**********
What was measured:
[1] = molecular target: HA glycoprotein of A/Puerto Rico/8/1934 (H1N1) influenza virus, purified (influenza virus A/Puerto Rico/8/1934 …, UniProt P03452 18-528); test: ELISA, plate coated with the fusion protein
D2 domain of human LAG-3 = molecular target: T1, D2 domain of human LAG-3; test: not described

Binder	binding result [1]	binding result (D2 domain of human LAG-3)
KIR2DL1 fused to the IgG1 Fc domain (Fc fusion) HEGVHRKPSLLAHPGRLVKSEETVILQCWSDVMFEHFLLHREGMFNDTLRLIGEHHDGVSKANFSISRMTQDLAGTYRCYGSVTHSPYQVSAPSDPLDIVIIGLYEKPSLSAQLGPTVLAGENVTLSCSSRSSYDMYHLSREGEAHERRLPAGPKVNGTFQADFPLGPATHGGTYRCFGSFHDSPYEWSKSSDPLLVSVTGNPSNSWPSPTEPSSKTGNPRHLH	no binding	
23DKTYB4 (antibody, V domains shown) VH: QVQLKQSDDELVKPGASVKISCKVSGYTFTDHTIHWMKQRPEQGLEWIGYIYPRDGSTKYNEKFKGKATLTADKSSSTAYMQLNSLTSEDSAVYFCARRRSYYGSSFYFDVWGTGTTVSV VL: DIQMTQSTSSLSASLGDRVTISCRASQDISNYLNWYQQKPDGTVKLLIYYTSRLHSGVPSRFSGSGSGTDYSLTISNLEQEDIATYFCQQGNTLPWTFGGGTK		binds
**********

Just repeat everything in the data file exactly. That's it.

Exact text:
What was measured:
[1] = molecular target: HA glycoprotein of A/Puerto Rico/8/1934 (H1N1) influenza virus, purified (influenza virus A/Puerto Rico/8/1934 …, UniProt P03452 18-528); test: ELISA, plate coated with the fusion protein
D2 domain of human LAG-3 = molecular target: T1, D2 domain of human LAG-3; test: not described

Binder	binding result [1]	binding result (D2 domain of human LAG-3)
KIR2DL1 fused to the IgG1 Fc domain (Fc fusion) HEGVHRKPSLLAHPGRLVKSEETVILQCWSDVMFEHFLLHREGMFNDTLRLIGEHHDGVSKANFSISRMTQDLAGTYRCYGSVTHSPYQVSAPSDPLDIVIIGLYEKPSLSAQLGPTVLAGENVTLSCSSRSSYDMYHLSREGEAHERRLPAGPKVNGTFQADFPLGPATHGGTYRCFGSFHDSPYEWSKSSDPLLVSVTGNPSNSWPSPTEPSSKTGNPRHLH	no binding	
23DKTYB4 (antibody, V domains shown) VH: QVQLKQSDDELVKPGASVKISCKVSGYTFTDHTIHWMKQRPEQGLEWIGYIYPRDGSTKYNEKFKGKATLTADKSSSTAYMQLNSLTSEDSAVYFCARRRSYYGSSFYFDVWGTGTTVSV VL: DIQMTQSTSSLSASLGDRVTISCRASQDISNYLNWYQQKPDGTVKLLIYYTSRLHSGVPSRFSGSGSGTDYSLTISNLEQEDIATYFCQQGNTLPWTFGGGTK		binds